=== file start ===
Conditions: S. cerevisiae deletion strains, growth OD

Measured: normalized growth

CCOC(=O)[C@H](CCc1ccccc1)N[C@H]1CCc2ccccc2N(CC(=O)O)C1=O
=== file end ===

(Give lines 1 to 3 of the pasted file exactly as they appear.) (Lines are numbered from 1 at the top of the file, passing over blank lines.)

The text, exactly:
Conditions: S. cerevisiae deletion strains, growth OD

Measured: normalized growth

CCOC(=O)[C@H](CCc1ccccc1)N[C@H]1CCc2ccccc2N(CC(=O)O)C1=O